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Frederick H. Dyer, Compendium of the War of the Rebellion: Regimental Histories 194 68 Browse Search
Rebellion Record: a Diary of American Events: Documents and Narratives, Volume 11. (ed. Frank Moore) 74 0 Browse Search
Comte de Paris, History of the Civil War in America. Vol. 1. (ed. Henry Coppee , LL.D.) 44 0 Browse Search
Robert Underwood Johnson, Clarence Clough Buell, Battles and Leaders of the Civil War: The Opening Battles. Volume 1. 44 0 Browse Search
Rebellion Record: a Diary of American Events: Documents and Narratives, Volume 2. (ed. Frank Moore) 32 4 Browse Search
Frederick H. Dyer, Compendium of the War of the Rebellion: Battles 24 0 Browse Search
Rebellion Record: a Diary of American Events, Diary from December 17, 1860 - April 30, 1864 (ed. Frank Moore) 24 10 Browse Search
John M. Schofield, Forty-six years in the Army 23 1 Browse Search
Col. John C. Moore, Confederate Military History, a library of Confederate States Military History: Volume 9.2, Missouri (ed. Clement Anselm Evans) 21 1 Browse Search
Horace Greeley, The American Conflict: A History of the Great Rebellion in the United States of America, 1860-65: its Causes, Incidents, and Results: Intended to exhibit especially its moral and political phases with the drift and progress of American opinion respecting human slavery from 1776 to the close of the War for the Union. Volume II. 17 1 Browse Search
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Browsing named entities in Horace Greeley, The American Conflict: A History of the Great Rebellion in the United States of America, 1860-65: its Causes, Incidents, and Results: Intended to exhibit especially its moral and political phases with the drift and progress of American opinion respecting human slavery from 1776 to the close of the War for the Union. Volume II.. You can also browse the collection for Rolla, Mo. (Missouri, United States) or search for Rolla, Mo. (Missouri, United States) in all documents.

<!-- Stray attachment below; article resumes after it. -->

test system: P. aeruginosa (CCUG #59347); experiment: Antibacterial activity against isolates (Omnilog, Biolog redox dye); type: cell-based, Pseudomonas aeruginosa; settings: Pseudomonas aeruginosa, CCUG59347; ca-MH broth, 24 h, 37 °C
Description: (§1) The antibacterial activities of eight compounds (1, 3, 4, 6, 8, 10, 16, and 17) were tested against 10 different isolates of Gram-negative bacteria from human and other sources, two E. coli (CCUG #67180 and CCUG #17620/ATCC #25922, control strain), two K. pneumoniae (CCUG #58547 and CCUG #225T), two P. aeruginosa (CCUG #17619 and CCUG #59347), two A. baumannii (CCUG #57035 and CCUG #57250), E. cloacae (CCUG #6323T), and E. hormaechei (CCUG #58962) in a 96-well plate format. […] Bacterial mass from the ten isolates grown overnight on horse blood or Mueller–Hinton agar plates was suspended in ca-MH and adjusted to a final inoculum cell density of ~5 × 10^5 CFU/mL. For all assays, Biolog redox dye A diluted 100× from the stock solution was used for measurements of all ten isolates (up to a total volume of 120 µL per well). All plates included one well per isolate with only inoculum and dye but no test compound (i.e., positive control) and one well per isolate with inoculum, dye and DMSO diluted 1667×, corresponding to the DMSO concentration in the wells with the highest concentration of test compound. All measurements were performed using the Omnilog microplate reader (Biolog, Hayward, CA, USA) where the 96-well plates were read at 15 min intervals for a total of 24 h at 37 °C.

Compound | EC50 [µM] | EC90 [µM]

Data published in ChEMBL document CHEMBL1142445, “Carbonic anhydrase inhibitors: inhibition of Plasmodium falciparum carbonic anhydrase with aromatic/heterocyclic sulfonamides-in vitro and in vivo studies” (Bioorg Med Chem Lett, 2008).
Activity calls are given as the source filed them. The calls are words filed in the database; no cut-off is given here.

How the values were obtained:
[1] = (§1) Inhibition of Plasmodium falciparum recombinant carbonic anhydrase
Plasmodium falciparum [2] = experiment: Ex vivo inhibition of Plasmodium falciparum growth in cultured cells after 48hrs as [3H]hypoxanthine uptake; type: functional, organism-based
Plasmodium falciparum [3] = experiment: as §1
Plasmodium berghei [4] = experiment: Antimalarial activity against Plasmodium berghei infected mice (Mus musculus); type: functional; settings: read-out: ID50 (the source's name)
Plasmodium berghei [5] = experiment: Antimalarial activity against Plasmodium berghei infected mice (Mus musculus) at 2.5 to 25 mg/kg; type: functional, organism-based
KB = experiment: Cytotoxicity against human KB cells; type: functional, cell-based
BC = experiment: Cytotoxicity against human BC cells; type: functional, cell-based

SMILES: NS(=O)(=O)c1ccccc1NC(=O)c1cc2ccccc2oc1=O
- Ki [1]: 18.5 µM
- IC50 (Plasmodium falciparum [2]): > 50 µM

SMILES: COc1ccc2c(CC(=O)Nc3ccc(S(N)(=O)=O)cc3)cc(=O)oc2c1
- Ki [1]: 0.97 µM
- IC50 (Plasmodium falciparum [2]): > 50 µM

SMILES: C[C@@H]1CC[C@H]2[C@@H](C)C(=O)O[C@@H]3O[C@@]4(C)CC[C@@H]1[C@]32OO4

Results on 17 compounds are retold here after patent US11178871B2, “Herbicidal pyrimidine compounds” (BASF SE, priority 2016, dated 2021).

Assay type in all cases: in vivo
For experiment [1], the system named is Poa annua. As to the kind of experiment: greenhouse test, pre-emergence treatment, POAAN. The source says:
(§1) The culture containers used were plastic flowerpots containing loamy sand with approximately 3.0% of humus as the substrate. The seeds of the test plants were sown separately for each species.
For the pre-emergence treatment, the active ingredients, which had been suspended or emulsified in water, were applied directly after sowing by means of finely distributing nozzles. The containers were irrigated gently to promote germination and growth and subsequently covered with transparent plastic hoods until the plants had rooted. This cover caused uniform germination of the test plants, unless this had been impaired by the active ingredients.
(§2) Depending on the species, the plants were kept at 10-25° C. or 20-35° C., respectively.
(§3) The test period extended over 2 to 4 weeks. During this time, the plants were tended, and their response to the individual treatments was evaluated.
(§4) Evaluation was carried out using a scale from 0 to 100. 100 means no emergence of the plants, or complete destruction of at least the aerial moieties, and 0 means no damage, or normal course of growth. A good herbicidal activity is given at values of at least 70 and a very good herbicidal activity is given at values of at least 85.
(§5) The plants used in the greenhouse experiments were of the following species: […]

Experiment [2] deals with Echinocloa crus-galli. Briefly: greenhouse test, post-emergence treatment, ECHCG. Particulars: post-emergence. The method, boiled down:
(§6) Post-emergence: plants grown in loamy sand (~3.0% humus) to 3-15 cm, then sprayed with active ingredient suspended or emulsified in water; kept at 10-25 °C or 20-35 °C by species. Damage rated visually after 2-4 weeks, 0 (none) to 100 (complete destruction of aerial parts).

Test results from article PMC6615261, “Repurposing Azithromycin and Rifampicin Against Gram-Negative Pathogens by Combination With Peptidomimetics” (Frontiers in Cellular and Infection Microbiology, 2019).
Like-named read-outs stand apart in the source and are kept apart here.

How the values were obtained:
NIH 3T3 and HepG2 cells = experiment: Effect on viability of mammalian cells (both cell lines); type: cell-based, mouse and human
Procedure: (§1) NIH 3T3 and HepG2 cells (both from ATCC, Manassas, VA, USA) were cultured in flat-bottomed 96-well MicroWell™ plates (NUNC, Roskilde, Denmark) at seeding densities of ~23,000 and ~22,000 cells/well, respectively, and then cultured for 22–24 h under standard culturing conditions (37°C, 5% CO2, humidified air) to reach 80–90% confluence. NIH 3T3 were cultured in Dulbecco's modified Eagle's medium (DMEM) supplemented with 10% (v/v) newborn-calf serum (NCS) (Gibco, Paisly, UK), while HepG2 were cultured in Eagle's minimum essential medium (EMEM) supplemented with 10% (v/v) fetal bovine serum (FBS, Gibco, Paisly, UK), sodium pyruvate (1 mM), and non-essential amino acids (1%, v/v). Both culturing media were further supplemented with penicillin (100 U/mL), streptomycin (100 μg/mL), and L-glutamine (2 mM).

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the heels of Fremont's triumphant and unresisted advance, when assured that his scouts were not mistaken in reporting the evacuation of Spring-field and retreat to Rolla, by an army which he would not have dared to attack. He gradually retraced his steps from the Arkansas border, entering Springfield in triumph, and subsequently a and blown up in a fight with the Rebel battery at St. Charles some days before. Being compelled, therefore, to depend for all his supplies on wagontrains from Rolla, Mo., now several hundred miles distant, lie did not feel strong enough to advance on Little Rock, the capital of Arkansas, nearly 100 miles S. S. W. from his presenegnant military policy. A single train of 40 wagons, laden with supplies, being wholly unguarded, was captured by Rebel guerrillas in Missouri, within 30 miles of Rolla, its starting-point. Gen. John M. Schofield had at an early day Nov. 27, 1861. been placed by Gen. Halleck in command of all the Missouri militia — a force
ty Price's last invasion Hugh Ewing withstands him at pilot Knob retreats to Rolla Rebel uprising Price threatens St. Louis appears before Jefferson City Gen. blowing up his magazine, escaped during the night; taking the road westward to Rolla through Caledonia and Webster — his more natural line of retreat on Mineral Poime 30 hours, until relieved by Col. Beveridge, 17th Illinois cavalry, sent from Rolla by Gen. McNeil to his assistance. Shelby then drew off, and Ewing proceeded at his leisure to Rolla. Rosecrans remained at St. Louis — the point of greatest consequence, if not of greatest danger — working night and day to collect a force a was able to mask its intentions, and threaten at once our depots at St. Louis, Rolla, and Jefferson City. But time was on our side; as Gen. Mower was on his way frorn, with all the men they could mount, had just reached by forced marches from Rolla: and these, added to the force under Gens. Fisk and Brown, already there, made <